Purified interleukin-1 (IL-1) from human monocytes stimulates acute-phase protein synthesis by rodent hepatocytes in vitro.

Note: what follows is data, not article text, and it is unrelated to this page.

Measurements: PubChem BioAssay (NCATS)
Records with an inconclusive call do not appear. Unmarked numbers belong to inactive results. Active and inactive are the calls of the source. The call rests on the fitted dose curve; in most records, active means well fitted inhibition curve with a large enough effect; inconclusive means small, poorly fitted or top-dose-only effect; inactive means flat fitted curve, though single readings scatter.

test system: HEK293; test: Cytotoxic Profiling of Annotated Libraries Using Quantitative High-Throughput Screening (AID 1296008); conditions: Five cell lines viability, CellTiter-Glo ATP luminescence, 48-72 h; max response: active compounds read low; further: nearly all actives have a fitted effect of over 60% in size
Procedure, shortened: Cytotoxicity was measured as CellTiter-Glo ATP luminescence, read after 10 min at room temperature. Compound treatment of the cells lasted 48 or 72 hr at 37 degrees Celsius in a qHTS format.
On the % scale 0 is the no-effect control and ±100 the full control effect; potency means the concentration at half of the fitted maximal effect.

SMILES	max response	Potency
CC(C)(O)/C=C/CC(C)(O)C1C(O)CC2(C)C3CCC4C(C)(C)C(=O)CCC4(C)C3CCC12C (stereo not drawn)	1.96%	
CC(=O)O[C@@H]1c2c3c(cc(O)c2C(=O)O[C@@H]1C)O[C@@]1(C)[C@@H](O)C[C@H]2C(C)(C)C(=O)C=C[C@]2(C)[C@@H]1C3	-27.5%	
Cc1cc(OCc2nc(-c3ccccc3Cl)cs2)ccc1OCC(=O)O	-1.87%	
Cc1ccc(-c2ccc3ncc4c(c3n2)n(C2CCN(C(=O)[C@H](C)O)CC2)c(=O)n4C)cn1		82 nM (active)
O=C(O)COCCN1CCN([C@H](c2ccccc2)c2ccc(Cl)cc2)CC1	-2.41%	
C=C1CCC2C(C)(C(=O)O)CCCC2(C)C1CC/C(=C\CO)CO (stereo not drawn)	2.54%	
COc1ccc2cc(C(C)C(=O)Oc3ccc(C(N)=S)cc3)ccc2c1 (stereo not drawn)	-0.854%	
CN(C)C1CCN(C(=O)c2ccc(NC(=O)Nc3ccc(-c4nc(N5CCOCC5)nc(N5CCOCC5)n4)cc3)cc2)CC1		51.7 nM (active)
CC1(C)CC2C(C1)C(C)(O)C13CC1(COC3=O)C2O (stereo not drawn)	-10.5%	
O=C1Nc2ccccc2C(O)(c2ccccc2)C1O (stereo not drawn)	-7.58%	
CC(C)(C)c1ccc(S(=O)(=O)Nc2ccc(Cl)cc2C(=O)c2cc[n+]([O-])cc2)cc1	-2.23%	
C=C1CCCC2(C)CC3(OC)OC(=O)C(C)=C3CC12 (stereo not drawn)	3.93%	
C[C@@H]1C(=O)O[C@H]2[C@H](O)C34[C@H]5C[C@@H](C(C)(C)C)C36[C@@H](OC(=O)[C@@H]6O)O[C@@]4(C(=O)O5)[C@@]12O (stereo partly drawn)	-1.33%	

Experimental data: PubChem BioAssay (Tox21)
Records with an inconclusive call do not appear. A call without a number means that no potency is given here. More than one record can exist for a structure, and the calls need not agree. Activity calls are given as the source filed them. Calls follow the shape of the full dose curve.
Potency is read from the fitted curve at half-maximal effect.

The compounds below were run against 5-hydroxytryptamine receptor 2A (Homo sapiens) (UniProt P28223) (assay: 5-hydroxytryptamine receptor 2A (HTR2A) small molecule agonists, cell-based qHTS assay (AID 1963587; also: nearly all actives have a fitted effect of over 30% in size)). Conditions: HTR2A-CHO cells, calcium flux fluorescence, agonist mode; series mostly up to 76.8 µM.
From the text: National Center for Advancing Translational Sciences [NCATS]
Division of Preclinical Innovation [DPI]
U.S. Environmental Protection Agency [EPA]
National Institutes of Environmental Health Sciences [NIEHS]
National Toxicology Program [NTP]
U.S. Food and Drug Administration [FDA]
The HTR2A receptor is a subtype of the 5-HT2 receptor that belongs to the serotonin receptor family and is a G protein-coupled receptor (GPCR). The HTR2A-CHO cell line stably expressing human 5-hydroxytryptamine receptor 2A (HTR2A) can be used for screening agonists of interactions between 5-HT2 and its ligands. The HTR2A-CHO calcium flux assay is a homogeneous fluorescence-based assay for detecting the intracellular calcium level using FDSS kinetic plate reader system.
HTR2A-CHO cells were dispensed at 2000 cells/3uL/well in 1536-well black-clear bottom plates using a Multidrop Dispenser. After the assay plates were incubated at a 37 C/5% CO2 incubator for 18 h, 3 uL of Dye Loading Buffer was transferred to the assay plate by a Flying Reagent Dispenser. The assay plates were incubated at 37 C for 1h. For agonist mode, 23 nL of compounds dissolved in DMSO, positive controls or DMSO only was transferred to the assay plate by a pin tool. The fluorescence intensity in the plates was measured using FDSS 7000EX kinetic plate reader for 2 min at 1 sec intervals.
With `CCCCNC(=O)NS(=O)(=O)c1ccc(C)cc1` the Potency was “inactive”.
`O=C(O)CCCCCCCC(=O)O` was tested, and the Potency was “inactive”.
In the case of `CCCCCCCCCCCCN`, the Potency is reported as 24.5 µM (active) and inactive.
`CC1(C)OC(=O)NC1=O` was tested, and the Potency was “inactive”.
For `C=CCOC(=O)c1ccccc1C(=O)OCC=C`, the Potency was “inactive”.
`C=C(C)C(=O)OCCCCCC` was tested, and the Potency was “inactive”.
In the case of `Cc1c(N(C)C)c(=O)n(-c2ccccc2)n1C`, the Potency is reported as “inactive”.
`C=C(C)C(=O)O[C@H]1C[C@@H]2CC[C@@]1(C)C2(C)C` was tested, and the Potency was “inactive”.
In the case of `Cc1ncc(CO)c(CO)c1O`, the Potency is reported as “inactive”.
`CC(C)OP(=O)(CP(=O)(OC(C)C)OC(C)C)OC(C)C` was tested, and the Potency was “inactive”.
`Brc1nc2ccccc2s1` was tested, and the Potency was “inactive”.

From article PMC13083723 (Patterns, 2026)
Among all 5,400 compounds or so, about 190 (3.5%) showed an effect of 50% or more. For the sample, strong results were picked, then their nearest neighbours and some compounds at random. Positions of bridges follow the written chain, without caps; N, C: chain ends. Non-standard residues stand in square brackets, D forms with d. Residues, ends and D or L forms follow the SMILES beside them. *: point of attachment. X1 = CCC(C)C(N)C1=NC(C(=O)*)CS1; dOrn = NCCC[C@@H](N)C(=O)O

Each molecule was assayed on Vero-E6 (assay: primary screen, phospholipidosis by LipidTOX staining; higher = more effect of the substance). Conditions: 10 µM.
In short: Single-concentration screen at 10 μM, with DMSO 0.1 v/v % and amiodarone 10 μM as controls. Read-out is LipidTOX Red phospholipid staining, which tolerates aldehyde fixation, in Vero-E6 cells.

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A universal component of inflammation is the increased synthesis of a series of plasma proteins (acute-phase proteins) by the liver. The postulated messenger of acute-phase protein induction is released by leucocytes at the site of inflammation and has been shown to co-purify with endogenous pyrogen or lymphocyte-activating factor. Interleukin-1, molecular weight 17,000, pI 6 X 8-7 X 2, was purified to homogeneity from adherent human blood monocytes by a combination of affinity chromatography, gel filtration and isoelectric focusing. We examined the direct effect of pure IL-1 on the induction of acute-phase protein synthesis in vitro using rat and mouse hepatocytes. IL-1 caused significant increased synthesis of alpha 1-acid glycoprotein and smaller increases in the synthesis of other acute-phase proteins, and significant decreased synthesis of albumin. The pattern of induction of acute-phase proteins differs from that seen with a separate 30,000 molecular weight hepatocyte-stimulating factor from human monocytes described previously. We conclude that human IL-1 is one of the mediators responsible for the acute-phase protein response of the liver in inflammation and can directly cause stimulation of specific gene expression in normal hepatocytes.
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